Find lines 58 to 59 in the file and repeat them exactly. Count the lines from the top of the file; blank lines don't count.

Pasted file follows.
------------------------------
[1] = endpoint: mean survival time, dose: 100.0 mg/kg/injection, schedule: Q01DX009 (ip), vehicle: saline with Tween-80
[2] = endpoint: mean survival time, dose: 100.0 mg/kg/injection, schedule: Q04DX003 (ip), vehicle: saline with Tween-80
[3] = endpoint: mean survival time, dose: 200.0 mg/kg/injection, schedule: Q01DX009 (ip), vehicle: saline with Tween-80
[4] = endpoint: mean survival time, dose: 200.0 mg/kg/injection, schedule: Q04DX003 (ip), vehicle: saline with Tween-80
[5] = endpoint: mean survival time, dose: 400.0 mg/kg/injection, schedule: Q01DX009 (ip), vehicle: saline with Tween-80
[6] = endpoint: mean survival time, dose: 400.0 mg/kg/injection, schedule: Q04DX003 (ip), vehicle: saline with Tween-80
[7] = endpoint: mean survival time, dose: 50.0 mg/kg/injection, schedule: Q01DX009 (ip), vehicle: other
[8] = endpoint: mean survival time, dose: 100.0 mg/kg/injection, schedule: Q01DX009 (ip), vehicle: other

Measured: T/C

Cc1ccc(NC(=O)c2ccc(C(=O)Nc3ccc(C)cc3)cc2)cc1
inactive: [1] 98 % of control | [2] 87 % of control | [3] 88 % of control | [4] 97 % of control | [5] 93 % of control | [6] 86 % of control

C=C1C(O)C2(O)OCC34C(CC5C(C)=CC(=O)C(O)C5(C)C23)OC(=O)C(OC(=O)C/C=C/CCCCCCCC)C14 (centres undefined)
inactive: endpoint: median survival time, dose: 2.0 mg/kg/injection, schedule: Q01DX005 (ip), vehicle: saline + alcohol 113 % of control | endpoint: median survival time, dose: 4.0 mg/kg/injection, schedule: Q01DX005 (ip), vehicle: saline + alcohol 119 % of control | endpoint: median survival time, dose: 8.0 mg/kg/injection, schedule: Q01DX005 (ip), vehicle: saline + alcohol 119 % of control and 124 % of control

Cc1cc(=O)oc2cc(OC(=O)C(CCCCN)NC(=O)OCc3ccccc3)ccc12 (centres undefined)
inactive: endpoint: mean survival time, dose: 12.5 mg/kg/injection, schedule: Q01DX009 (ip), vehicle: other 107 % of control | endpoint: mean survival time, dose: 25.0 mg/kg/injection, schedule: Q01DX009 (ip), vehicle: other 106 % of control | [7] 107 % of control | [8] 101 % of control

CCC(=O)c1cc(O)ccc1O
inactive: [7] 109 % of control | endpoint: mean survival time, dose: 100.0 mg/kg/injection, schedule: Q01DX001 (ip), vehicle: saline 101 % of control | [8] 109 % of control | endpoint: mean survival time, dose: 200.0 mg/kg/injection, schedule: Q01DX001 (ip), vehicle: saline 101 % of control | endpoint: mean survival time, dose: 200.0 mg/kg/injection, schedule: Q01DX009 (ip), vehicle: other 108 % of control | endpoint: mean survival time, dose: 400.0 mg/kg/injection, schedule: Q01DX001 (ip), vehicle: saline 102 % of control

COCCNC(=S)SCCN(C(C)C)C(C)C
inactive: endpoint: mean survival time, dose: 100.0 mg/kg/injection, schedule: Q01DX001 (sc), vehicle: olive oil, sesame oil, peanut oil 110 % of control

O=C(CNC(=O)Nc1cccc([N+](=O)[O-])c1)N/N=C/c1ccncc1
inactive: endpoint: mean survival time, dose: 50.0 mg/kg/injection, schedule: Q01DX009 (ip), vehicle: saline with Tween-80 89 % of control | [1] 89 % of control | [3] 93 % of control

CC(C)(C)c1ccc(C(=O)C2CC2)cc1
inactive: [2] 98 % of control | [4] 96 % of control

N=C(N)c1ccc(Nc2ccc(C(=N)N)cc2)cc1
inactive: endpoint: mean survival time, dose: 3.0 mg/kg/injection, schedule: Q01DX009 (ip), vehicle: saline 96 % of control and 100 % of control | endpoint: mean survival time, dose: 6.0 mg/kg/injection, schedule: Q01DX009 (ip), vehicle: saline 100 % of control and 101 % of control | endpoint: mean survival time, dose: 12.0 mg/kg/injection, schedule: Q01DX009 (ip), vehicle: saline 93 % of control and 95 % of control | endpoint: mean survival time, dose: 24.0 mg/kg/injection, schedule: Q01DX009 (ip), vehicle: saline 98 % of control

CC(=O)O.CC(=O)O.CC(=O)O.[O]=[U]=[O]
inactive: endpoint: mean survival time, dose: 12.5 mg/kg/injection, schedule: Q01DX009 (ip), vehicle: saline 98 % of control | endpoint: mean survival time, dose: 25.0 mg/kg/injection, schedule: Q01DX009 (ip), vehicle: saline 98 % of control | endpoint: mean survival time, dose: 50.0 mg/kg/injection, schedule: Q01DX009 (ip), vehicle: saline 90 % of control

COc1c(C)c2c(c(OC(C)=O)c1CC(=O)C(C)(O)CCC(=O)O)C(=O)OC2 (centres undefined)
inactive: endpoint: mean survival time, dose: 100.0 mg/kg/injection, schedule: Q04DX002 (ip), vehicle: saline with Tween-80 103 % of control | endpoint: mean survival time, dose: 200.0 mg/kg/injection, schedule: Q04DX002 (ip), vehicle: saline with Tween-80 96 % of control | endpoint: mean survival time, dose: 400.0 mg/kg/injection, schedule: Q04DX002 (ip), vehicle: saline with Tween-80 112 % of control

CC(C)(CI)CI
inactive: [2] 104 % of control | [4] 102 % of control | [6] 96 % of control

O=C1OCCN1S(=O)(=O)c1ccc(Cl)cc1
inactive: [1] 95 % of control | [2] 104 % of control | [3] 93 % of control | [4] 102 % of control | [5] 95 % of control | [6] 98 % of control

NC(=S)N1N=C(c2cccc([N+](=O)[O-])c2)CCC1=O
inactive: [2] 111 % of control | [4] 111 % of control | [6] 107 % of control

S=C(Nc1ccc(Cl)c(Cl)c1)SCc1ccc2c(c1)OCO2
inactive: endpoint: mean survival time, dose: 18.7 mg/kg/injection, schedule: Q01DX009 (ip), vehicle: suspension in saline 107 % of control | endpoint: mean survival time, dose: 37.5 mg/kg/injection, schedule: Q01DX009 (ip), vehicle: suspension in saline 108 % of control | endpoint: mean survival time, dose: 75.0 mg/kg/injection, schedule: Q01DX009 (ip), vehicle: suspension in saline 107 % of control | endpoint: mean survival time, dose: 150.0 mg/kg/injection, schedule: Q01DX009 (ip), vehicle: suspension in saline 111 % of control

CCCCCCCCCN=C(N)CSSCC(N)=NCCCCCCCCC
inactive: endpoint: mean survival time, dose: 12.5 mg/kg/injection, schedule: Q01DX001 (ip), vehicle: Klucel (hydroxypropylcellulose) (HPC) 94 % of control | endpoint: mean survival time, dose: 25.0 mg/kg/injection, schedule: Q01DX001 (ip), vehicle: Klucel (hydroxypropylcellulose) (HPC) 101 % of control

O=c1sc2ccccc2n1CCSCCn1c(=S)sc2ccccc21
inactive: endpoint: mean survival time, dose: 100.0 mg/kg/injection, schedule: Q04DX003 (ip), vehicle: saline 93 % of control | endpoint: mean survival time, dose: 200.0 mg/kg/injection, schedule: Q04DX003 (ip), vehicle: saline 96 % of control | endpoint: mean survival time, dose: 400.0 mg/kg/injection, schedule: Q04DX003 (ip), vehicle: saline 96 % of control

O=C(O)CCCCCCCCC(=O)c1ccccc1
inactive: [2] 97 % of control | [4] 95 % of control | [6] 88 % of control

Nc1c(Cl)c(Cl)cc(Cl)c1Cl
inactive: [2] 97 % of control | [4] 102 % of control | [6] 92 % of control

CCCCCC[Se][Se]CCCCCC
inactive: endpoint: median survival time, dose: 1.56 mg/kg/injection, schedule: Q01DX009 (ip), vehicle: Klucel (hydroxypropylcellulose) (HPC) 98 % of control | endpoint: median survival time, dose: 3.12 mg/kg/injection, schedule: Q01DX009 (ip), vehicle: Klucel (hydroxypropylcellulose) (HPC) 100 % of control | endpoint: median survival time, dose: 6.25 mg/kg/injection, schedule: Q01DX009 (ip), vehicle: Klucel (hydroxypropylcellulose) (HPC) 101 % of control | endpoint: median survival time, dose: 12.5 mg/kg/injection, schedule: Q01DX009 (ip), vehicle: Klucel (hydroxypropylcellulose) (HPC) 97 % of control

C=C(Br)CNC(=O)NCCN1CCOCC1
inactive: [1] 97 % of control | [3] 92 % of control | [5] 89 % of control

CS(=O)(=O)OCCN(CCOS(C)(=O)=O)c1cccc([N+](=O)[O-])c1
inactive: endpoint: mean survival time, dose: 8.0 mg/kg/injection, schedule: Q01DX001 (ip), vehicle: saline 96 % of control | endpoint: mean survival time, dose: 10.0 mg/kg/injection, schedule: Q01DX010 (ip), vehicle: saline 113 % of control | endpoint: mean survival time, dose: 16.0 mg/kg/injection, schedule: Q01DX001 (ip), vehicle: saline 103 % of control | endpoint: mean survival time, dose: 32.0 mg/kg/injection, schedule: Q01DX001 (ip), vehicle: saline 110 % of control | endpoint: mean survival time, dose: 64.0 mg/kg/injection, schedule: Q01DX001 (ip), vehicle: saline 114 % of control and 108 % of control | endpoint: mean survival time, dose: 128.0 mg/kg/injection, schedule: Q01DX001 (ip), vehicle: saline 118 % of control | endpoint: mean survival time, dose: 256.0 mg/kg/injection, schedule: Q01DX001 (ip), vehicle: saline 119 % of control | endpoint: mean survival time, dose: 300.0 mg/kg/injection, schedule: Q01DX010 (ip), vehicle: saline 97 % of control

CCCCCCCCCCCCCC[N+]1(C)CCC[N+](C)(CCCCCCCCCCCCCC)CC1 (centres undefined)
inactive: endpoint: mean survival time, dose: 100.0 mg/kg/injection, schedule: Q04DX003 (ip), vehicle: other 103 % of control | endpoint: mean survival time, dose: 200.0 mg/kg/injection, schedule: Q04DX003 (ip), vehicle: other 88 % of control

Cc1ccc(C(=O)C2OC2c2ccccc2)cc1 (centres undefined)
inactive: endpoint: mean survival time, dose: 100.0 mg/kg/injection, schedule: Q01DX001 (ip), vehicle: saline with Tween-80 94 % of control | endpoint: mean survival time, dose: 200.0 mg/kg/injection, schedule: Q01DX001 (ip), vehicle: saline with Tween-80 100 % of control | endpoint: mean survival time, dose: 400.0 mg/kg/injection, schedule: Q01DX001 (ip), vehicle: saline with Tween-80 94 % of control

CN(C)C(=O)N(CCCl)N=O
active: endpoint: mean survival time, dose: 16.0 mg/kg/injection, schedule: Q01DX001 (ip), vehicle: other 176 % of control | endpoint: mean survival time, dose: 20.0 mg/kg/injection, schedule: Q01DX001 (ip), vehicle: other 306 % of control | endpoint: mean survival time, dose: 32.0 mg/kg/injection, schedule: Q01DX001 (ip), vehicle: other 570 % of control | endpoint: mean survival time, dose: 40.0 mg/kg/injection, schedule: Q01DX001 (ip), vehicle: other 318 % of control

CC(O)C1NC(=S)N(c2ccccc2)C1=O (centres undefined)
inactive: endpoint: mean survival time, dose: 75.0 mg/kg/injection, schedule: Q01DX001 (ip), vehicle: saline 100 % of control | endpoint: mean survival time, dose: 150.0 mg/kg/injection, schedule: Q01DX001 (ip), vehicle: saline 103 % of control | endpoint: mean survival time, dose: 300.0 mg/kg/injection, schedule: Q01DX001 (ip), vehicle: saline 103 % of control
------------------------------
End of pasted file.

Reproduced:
CC(O)C1NC(=S)N(c2ccccc2)C1=O (centres undefined)
inactive: endpoint: mean survival time, dose: 75.0 mg/kg/injection, schedule: Q01DX001 (ip), vehicle: saline 100 % of control | endpoint: mean survival time, dose: 150.0 mg/kg/injection, schedule: Q01DX001 (ip), vehicle: saline 103 % of control | endpoint: mean survival time, dose: 300.0 mg/kg/injection, schedule: Q01DX001 (ip), vehicle: saline 103 % of control